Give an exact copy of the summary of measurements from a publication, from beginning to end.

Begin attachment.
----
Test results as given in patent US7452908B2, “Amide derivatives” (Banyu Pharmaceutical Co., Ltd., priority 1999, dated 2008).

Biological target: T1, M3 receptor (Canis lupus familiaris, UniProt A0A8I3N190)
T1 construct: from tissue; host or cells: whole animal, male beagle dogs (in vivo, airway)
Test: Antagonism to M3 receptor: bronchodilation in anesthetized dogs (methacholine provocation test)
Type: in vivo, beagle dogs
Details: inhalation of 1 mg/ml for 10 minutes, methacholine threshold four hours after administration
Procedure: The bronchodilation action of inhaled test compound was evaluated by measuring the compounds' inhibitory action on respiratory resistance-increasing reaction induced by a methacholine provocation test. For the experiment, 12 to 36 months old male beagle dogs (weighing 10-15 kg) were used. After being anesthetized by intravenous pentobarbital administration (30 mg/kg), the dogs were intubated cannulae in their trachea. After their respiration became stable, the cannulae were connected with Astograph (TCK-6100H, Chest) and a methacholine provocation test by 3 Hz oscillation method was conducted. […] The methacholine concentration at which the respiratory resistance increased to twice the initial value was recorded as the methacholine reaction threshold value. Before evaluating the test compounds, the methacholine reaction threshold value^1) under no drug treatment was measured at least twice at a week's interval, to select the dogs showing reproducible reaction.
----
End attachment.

Test results as given in patent US7452908B2, “Amide derivatives” (Banyu Pharmaceutical Co., Ltd., priority 1999, dated 2008).

Biological target: T1, M3 receptor (Canis lupus familiaris, UniProt A0A8I3N190)
T1 construct: from tissue; host or cells: whole animal, male beagle dogs (in vivo, airway)
Test: Antagonism to M3 receptor: bronchodilation in anesthetized dogs (methacholine provocation test)
Type: in vivo, beagle dogs
Details: inhalation of 1 mg/ml for 10 minutes, methacholine threshold four hours after administration
Procedure: The bronchodilation action of inhaled test compound was evaluated by measuring the compounds' inhibitory action on respiratory resistance-increasing reaction induced by a methacholine provocation test. For the experiment, 12 to 36 months old male beagle dogs (weighing 10-15 kg) were used. After being anesthetized by intravenous pentobarbital administration (30 mg/kg), the dogs were intubated cannulae in their trachea. After their respiration became stable, the cannulae were connected with Astograph (TCK-6100H, Chest) and a methacholine provocation test by 3 Hz oscillation method was conducted. […] The methacholine concentration at which the respiratory resistance increased to twice the initial value was recorded as the methacholine reaction threshold value. Before evaluating the test compounds, the methacholine reaction threshold value^1) under no drug treatment was measured at least twice at a week's interval, to select the dogs showing reproducible reaction.